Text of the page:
D1D2D3D4D5Overall
Barker et al. (13)++!+--
Bischoff-Ferrari et al.(14)++++!!

D1, randomisation process; D2, deviations from the intended interventions; D3, missing outcome data; D4, measurement of the outcome; D5, selection of the reported result.

+, low concern of bias; !, some concern of bias; -, high risk of bias.

Table 3

ROBINS-I bias assessment for the non-randomised trial (15).

DomainBias assessment
Bias due to confoundingSerious
Bias in selection of participants into the studyLow
Bias in classification of interventionsLow
Bias due to deviations from intended interventionsLow
Bias due to missing dataLow
Bias in measurement of outcomesLow
Bias in selection of the reported resultLow
Overall biasSerious

Inflammatory response outcome

A pilot study RCT from a single centre in the US randomised 22 adult patients to receive either a daily multivitamin (containing 900 IU of vitamin D) or placebo tablet from 6 weeks prior until 6 months following TKR surgery (13). There was a non-significant increase in the measured vitamin D level in those receiving the multivitamin, and both groups were noted to have a lower vitamin D level at 48 h following surgery compared to pre-operatively. A statistically significant reduction in the IL6:IL10 ratio was seen in those patients receiving the multivitamin compared to placebo at 24- and 48 h following surgery, with a reported effect size of 0.64 and 0.48, respectively.

Falls and WOMAC score outcomes

In a double-blinded RCT between January 2008 and March 2014, 273 patients 60 years and older undergoing TKR due to OA at a single centre in Switzerland, were randomised to receive either 800 IU or 2000 IU vitamin D supplement per day from 6 weeks following TKR (14). The primary outcomes were the WOMAC scores for both operated and non-operated knees, and the rate of falls over 24 months. Secondary outcomes included a sit-to-stand test, 4-m normal gait speed, activity level, and radiographic progression in the contralateral knee. No difference was seen between the two groups at 24 months for any of the outcomes measured.

Patient reported outcome measures – WOMAC, KSS, and SF-12 scores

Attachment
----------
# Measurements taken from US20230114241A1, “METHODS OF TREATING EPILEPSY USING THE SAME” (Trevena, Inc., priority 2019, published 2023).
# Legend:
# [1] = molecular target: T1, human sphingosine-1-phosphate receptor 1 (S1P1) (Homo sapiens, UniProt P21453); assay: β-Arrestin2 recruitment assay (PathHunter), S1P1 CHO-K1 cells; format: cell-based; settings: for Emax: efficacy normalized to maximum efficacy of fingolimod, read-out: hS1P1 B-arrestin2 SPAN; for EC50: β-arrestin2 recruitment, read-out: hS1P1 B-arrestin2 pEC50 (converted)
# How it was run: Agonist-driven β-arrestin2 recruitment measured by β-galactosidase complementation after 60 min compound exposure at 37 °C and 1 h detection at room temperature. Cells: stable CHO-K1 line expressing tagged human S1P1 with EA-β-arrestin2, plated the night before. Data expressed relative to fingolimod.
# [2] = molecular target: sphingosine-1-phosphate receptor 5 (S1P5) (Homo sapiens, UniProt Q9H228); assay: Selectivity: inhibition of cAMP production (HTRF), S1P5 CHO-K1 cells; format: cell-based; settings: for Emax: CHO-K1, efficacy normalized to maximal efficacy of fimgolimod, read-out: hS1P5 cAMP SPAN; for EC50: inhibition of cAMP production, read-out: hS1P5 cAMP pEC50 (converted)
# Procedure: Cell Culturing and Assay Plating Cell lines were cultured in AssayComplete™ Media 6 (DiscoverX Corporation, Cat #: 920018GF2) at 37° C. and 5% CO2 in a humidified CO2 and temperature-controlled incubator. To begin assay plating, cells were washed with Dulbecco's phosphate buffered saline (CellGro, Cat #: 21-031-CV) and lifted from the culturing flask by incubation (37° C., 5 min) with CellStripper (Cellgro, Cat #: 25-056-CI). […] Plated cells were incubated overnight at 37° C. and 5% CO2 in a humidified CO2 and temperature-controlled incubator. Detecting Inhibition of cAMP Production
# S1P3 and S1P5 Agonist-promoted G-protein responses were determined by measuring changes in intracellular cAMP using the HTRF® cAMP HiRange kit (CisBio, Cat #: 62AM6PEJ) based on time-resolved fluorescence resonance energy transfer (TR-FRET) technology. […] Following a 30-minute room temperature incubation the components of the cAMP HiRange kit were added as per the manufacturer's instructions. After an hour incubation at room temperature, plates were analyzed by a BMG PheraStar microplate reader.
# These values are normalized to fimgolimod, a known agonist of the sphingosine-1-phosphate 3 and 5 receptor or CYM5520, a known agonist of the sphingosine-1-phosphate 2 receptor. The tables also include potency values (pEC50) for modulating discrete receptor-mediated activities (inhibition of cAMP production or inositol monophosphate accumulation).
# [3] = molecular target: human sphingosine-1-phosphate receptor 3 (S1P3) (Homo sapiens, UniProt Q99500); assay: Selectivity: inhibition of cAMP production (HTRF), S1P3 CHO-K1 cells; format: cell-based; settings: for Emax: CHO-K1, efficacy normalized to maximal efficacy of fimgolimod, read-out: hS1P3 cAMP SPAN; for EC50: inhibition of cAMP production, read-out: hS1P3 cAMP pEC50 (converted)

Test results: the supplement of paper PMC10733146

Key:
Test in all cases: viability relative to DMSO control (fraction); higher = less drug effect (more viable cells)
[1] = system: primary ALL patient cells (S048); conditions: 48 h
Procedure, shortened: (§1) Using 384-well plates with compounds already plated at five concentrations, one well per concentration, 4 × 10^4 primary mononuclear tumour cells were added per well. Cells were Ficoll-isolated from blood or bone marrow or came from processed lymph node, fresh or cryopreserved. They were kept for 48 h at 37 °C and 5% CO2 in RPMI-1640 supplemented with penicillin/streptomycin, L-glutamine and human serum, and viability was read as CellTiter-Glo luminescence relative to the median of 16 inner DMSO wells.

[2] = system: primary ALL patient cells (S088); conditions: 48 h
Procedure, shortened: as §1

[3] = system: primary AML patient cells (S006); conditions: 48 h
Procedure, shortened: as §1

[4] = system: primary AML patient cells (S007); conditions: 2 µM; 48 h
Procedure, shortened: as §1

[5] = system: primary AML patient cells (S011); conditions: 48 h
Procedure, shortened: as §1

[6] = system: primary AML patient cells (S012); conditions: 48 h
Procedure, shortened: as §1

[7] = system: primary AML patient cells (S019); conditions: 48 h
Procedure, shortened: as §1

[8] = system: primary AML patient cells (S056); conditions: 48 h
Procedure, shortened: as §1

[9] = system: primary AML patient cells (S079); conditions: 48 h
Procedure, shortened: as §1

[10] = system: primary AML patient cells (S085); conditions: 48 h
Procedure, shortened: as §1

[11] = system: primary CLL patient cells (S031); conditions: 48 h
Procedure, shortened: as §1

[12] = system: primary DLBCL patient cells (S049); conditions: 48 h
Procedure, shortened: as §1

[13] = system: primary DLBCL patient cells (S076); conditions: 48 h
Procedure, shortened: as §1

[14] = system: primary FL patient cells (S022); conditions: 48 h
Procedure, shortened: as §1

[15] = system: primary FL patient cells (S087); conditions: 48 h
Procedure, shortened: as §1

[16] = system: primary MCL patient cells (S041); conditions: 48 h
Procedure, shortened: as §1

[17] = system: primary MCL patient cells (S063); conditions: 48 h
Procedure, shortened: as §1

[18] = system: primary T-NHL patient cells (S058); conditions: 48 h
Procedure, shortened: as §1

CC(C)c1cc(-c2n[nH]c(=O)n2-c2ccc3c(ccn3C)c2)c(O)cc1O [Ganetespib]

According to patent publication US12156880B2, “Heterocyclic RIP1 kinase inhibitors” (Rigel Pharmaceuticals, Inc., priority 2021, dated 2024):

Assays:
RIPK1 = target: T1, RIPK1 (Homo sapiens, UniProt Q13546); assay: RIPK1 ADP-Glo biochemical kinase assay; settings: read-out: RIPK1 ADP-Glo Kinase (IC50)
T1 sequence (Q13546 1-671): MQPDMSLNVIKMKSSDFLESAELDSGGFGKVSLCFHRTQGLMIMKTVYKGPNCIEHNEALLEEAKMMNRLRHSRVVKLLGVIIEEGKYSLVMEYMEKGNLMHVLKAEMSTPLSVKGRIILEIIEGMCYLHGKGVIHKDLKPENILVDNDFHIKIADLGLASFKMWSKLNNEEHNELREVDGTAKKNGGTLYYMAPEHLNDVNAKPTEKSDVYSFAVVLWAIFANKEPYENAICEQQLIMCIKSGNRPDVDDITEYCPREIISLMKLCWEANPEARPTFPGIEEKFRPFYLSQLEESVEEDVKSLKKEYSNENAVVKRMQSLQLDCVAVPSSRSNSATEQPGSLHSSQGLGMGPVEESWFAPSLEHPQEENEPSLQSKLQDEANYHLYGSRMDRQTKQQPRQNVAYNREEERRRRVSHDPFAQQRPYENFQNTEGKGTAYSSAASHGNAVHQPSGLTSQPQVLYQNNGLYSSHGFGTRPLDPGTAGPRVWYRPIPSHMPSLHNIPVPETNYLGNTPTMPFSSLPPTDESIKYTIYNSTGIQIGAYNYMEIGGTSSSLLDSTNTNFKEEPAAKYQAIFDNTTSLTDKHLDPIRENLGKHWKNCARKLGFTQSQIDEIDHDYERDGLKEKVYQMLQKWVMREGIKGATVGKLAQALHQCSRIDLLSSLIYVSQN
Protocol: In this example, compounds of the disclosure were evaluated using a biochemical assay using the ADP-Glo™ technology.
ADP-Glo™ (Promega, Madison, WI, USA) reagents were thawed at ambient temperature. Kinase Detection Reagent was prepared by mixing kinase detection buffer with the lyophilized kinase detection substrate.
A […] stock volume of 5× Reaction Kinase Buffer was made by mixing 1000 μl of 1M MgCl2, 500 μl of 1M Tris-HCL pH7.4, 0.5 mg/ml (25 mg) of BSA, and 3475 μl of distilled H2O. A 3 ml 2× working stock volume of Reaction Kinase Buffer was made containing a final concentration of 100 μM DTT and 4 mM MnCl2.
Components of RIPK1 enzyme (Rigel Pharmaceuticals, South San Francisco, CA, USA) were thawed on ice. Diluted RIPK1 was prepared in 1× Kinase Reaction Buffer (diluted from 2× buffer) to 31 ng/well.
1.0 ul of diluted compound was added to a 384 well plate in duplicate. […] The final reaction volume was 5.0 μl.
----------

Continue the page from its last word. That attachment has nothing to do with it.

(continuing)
Maniar et al. (15) report on 120 patients undergoing TKR by a single surgeon in India. All patients were given 20 IU of vitamin D daily for 4 weeks, beginning 2 weeks following surgery. Those patients with vitamin D deficiency at baseline (53% of patients had vitamin D levels <75 nmol/L) had worse pre-operative WOMAC scores compared to those with sufficiency (48.3 vs 42.3, P  = 0.04), however, there was no difference in post-operative scores at three months (17.6 vs 15.8, P  = 0.362). Furthermore, no difference was noted in pre-operative or post-operative Knee Society Score and SF-12 scores between the two groups.

Due to differences in definitions of vitamin D sufficiency, supplement dose, timing, and duration, as well as the variation in the reported outcomes measures used, meta-analysis of the retrieved studies was not possible.

Discussion

We have demonstrated a paucity of evidence exists for whether vitamin D supplementation prior to TKR has any benefit on clinical or patient-reported outcomes, with no evidence reported for those undergoing THR. Further studies are required to address this.

Vitamin D was given prior to surgery in only one study where patients were randomised to receive either a multivitamin tablet containing 900 IU of vitamin D or placebo (13). The remaining two studies started vitamin D supplementation for all patients 2 weeks following surgery, and neither used a placebo nor compared to a control group who did not receive supplementation (14, 15).

Barker et al. (13) demonstrated a reduction in serum vitamin D levels at 48 h following surgery in both treatment and placebo arms but noted that the administration of a multivitamin significantly modulated the post-operative inflammatory response, as indicated by a reduction in the Il-6:Il-10 ratio. As a multivitamin was used in this study then the authors are unable to conclude that the impact is solely related to vitamin D, but it does suggest that if supplementation is to be effective to modulate the inflammatory response then it should be given prior to surgery.

Bischoff-Ferrari et al. (14) present a well-conducted RCT with pre-published primary and secondary endpoints. They showed no difference in WOMAC scores or rate of falls at 24 months between patients receiving 800 IU or 2000 IU, although the study was powered for falls rather than WOMAC score. All patients were given vitamin D at one of two strengths, and as no placebo group was used, the authors acknowledge that the efficacy of vitamin D versus no treatment could not be assessed.

Of the 15 pre-defined secondary outcomes reported in the main paper, three subsequent publications have addressed glucose metabolism (16), cognitive performance (17), and total blood pressure reduction (18) at 24 months, with no difference between groups reported. We excluded these subsequent papers from analysis as they appeared to be ‘salami-sliced’ secondary outcome publications of the main trial. Furthermore, their focus was on the difference between 800 and 2000 IU of vitamin D on the outcome of interest, rather than in relation to the role of vitamin D in influencing patients’ post-surgical outcomes.